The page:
Dina de Rentiis; Christoph Houswitschka (eds.)
Healers and Redeemers
The Reception and Transformation of their
Medieval and Late Antique Representations in
Literature, Film and Music
Literature, Music, Film, and other media include myths of redemption and healing which have been deeply rooted in Christian stories since late Antiquity. The topic of the healer and redeemer is explored in the context of the ever growing interest in medievalism in recent years. This volume offers a panorama of late and post modern artefacts picking up on ancient and/or medieval concepts of redemption. The choice of case studies is broad with regard to language and genre as well as with respect to the artistic forms and styles that bring together German, Romanesque, English, and Classical philologies. This large variety is intentional. The Middle Ages open a powerful symbolical field, communicating and shaping contemporaneity in the interaction between the academic study of the Middle Ages and literary and artistic Medievalism. The various traditions of the healer and redeemer have hardly been studied in this context as an independent field of research. There is a long tradition of associating figures of healers and redeemers with the quest for historical alternatives or the legitimation of power. Representations and interpretations of healers and redeemers bear witness to the various transformations of these myths and literary motifs in theatre, in opera, in literary traditions, and in modern 'reincarnations,' such as fantasy and science fiction literature and film.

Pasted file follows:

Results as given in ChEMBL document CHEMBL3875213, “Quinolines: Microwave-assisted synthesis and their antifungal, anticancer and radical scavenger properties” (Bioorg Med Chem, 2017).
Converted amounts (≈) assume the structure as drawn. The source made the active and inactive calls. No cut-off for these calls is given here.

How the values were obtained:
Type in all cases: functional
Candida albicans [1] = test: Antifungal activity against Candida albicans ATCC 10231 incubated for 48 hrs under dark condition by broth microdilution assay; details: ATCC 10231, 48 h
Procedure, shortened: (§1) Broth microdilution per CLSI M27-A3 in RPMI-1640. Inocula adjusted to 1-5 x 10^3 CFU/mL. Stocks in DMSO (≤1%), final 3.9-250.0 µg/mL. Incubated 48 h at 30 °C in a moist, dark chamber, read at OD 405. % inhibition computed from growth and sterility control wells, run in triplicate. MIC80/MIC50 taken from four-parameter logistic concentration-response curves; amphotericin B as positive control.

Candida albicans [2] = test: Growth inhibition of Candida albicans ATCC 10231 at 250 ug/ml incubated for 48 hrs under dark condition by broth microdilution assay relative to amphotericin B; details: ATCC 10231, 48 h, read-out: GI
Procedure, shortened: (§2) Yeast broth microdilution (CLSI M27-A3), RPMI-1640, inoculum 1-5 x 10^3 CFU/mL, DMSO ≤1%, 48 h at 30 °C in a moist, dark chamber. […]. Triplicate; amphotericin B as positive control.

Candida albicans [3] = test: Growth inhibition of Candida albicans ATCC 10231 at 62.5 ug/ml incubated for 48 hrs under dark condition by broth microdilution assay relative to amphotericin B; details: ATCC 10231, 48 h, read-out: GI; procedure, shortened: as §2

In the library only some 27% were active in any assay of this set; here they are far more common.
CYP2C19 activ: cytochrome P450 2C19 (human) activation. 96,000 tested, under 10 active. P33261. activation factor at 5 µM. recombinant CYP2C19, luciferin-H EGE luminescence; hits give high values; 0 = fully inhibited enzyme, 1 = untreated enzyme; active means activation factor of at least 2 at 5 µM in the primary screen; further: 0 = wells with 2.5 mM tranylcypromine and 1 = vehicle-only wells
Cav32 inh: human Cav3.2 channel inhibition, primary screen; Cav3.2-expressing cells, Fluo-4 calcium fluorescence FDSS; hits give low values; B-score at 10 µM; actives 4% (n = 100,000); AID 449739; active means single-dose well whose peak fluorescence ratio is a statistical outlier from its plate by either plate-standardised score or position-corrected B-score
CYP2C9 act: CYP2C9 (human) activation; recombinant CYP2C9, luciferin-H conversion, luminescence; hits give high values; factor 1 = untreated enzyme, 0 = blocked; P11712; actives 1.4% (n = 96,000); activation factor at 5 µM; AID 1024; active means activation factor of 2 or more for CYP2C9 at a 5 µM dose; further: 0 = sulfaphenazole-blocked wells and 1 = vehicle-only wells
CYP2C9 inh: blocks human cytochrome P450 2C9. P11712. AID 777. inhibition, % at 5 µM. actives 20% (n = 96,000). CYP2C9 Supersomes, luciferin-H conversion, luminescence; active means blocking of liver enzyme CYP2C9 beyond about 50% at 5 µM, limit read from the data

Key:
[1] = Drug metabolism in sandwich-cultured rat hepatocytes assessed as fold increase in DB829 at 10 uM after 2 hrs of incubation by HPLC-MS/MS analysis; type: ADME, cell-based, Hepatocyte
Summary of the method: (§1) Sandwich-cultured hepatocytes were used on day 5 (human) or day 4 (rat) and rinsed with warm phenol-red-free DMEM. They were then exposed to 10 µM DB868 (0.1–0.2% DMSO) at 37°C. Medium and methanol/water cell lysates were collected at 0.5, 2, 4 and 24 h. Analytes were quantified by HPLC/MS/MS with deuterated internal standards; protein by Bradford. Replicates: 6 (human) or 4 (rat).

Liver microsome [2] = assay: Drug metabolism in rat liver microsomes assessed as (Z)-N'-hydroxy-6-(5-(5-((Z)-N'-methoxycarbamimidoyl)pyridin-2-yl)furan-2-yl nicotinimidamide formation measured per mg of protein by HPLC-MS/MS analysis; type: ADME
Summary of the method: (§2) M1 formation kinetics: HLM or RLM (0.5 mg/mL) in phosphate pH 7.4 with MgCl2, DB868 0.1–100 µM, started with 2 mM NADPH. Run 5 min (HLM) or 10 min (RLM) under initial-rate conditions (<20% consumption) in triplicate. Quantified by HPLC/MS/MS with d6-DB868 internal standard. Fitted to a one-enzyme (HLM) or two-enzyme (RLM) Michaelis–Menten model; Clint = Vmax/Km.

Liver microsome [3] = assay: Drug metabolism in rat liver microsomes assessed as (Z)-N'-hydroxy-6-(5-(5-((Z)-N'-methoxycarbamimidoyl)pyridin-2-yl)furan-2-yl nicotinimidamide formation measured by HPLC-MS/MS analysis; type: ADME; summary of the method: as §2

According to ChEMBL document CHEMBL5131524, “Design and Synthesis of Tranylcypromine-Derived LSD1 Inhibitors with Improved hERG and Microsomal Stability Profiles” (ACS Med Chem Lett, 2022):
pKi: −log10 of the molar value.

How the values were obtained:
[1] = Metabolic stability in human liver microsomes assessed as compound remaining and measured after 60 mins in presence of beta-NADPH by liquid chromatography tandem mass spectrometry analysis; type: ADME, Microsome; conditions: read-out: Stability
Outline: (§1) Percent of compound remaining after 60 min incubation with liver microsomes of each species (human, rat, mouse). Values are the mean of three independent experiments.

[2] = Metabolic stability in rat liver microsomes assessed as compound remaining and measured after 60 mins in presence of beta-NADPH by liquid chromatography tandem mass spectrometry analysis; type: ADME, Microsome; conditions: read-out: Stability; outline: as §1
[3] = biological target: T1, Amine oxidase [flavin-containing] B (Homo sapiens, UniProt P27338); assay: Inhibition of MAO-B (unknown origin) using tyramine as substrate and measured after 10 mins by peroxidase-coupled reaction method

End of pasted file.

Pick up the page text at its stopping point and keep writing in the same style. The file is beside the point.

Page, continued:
ISBN 978-3-86821-258-7, 202 S., kt. EUR 24,50 (2010)
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